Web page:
Do You Prefer to Be Alone or With Others?

The last twelve months of lockdown has taught us a lot deal about ourselves and nudged many of us to think about what we value most in life. We’ve all had our preferences have been shifted.

There’s been times in which we’ve had the need to examine different aspects of ourselves too. To understand the way we feel when we’re at home, and to discover how much being with others makes a difference to our lives. A few of us have required to spend large amounts of time at home by ourselves because of work in person, family, friends, and even our lifestyle have all disappeared, effectively separated from our normal lives.

And then there are those who are in the constant contact with their families, partners or children as well as work having to be in constant contact at home, educating their children, and adapting to working and sourcing all their requirements on the internet, and having things delivered right to their home.

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For some, it’s been a very special time and getting to know each other well while experiencing the highs as well as lows of lockdown. conversations, sharing moments, going for walks, cooking and eating together. They’ve forged new habits and aren’t ready to open the doors to the outside world.

Whilst others are eager to rejoin the world, eager to circulate , securing some of the most valuable bits from lockdown, yet not staying so tightly in a cocoon.

If you think about it, do you prefer to be by yourself or with other people?

Much is contingent on the circumstances at home. If we reside in a home that isn’t occupied will likely be relatively self-sufficient, already catering to our requirements, and taking advantage of the internet. It’s possible that lockdown hasn’t really had a significant impact on our lives.

For those accustomed to working from home, networking, having a full social and professional life as well as taking regular holidays or those who have been confined to home with restless children and their partners, endless zoom meetings , and no alternatives to get outdoors, it’s been an entirely different situation.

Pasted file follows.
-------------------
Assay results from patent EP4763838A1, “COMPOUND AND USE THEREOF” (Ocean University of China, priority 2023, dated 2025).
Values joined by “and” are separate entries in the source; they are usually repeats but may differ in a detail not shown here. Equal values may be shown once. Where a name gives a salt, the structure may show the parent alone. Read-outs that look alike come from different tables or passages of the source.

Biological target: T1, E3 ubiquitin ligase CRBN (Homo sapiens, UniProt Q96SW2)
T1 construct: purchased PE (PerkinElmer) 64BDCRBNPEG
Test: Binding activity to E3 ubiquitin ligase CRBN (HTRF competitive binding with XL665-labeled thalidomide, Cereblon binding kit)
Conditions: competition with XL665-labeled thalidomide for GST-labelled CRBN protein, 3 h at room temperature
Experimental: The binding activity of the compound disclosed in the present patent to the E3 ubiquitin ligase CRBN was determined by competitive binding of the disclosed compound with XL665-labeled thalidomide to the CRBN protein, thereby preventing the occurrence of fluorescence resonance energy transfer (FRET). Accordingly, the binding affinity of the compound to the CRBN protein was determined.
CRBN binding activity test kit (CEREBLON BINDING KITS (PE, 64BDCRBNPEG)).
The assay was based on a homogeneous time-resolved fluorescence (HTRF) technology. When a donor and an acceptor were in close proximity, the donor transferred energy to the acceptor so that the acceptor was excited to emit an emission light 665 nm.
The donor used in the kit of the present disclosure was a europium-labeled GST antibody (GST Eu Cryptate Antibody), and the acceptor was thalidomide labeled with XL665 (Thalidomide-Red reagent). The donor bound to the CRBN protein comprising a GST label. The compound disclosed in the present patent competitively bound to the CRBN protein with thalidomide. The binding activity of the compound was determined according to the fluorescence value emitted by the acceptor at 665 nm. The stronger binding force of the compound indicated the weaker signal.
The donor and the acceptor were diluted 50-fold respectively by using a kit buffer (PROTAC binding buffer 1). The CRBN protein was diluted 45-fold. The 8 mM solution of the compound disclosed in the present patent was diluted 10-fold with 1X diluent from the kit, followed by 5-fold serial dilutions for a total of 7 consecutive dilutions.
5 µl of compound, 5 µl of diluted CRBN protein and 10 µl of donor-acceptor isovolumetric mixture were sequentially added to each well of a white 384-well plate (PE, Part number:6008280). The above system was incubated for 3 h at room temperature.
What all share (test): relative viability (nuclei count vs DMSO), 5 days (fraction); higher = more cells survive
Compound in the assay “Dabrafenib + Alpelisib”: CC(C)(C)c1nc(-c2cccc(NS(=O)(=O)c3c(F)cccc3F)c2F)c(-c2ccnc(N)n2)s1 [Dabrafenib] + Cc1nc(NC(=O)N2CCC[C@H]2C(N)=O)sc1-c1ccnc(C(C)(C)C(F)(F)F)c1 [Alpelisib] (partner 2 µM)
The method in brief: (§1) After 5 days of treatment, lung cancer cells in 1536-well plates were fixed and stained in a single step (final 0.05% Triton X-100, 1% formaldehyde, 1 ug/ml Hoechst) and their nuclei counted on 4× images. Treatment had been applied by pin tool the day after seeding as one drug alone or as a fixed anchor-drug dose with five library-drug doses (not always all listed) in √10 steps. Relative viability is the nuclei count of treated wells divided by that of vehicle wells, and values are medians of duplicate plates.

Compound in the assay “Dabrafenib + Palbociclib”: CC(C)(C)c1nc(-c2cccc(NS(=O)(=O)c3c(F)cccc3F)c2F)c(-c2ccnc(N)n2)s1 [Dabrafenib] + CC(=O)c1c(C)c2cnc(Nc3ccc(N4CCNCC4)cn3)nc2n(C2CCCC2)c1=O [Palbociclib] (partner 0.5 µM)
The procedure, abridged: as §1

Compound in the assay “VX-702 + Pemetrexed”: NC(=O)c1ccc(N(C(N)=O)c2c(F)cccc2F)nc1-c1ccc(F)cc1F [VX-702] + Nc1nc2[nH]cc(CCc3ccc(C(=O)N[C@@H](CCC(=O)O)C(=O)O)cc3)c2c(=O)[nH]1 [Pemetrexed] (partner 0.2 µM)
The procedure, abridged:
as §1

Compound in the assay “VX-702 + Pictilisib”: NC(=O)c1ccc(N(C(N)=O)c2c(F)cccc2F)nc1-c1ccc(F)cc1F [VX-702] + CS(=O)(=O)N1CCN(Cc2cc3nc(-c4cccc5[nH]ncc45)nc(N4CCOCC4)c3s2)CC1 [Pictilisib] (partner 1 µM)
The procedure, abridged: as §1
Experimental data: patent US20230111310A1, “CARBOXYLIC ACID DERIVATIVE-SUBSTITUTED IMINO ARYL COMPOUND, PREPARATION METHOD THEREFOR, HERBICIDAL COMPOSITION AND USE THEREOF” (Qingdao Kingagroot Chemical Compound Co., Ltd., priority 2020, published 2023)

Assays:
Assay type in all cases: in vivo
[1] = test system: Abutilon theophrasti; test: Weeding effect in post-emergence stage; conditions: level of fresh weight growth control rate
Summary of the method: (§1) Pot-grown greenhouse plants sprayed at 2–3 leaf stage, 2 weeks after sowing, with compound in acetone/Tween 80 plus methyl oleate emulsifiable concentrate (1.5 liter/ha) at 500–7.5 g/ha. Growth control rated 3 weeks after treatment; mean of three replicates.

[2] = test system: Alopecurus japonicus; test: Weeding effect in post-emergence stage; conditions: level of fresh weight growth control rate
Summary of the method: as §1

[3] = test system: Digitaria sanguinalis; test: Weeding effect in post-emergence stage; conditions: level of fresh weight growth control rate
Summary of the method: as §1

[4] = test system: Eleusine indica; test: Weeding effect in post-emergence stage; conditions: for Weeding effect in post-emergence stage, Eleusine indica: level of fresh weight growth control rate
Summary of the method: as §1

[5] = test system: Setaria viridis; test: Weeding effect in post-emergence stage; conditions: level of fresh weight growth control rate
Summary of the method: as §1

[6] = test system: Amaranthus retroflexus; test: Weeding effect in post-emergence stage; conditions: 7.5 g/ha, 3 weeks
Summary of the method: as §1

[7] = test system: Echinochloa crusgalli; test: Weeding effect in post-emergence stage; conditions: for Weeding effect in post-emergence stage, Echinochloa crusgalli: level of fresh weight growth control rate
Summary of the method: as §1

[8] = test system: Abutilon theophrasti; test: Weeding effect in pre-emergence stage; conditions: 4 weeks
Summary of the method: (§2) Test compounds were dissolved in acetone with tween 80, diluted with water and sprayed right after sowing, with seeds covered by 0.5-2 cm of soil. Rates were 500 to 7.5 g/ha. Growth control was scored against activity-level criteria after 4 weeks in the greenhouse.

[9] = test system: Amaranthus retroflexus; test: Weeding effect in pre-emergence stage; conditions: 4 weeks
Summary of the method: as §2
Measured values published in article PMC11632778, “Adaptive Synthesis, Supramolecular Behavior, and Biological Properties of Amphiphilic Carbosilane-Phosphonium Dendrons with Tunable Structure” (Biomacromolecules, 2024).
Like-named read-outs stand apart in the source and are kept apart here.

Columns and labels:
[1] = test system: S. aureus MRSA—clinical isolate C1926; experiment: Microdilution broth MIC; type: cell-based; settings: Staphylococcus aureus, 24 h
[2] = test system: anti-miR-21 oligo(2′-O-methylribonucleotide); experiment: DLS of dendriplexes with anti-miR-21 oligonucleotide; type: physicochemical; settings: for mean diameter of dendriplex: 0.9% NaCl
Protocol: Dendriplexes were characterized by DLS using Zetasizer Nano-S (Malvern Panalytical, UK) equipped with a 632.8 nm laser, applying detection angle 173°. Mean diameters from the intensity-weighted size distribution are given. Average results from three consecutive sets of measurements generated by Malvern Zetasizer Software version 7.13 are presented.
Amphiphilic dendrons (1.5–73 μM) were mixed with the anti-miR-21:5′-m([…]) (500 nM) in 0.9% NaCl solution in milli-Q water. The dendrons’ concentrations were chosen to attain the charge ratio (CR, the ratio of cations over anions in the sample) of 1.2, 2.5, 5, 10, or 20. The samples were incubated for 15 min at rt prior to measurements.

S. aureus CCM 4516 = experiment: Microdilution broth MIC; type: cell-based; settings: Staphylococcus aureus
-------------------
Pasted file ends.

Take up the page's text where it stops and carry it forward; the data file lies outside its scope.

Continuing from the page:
– Deciding to remain on your own or in a group depends much on what’s entailed and what the alternatives are. Sharing your thoughts with others may mean that you’re under pressure to talk or have a discussion, walk at their pace or make compromises. This can be too to handle, especially when you’re in desperate need of some downtime and some alone time. But they’re an enjoyable relief if you’re at risk of becoming too insular and secluded in your area and in desperate need of some motivation.

Sometimes, taking a regularly scheduled break in solitude, to perhaps sit with the kettle, take an hour-long soak in the bathtub or go out in nature , can result in you being relaxed and can return to a more relaxed state of mind. You’ve enjoyed a moment of peace and rediscovered some peace and feel more confident about the things you’re coming to.

– Then there are those of us with interests that no one in the family shares. Going for a run or golf may not be a priority for them. Therefore, doing it on our own ensures that we’re still able to be a part of it and not lose out on something crucial to us. Additionally, it adds an additional dimension to our conversations when we get back home.

A social gathering can offer encouragement and inspiration to accomplish things we’ve wanted to do but keep putting off. Other people can help us to explore new ideas or even encourage us to do something to try new things if we’re reluctant. However, in the event that they fall off their wagon, we may well become less motivated too.

Be aware that there are a lot of things we can begin doing together, but do it on our own. Swimming, a bike ride, doing online research and losing weight, or stopping smoking. These are all activities that we could choose to do together, but actually spend the majority of our time on our own. Yes, we may travel with others, check in regularly for updates and pep talks but the majority of our success is down to our individual efforts.

When we spend lots of time with our friends, scheduling a few minutes of time on our own can be a treasured, highly guarded moment. Awaiting with excitement for a day of your own, preparing your treats and how you’ll enjoy your me-time but then discovering that your friends are also enjoying taken the day off could be a huge disappointment!

Making time for your personal time regularly will significantly enhance your satisfaction. If you are able to leave your car in the garage for a quiet ten-minutes following work before returning to your hectic home life, it will make a significant difference to your mood , and also help get a handle on your day’s stress. Utilizing the drive home or taking a 10-minute break will allow you to divide the different parts of your day. This will allow you to recharge and look forward to resuming your life with a healthier mindset. Then you get the best by being in a space that is both private and together.

Susan Leigh, South Manchester counsellor, hypnotherapist, relationship coach and writer who also contributes to media provides support for issues with relationships as well as stress management, assertiveness and confidence. She assists clients on an individual basis, couples and provides group workshops and assistance.

She’s author of 3 books, ‘Dealing with Stress, Managing its Impact”, ‘101 days of Inspiration #tipoftheday’ as well as “Dealing with Death: Coping with The Pain’. All of them are available accessible on Amazon and featuring easy to follow sections, tips and suggestions to help get more confident about your life.

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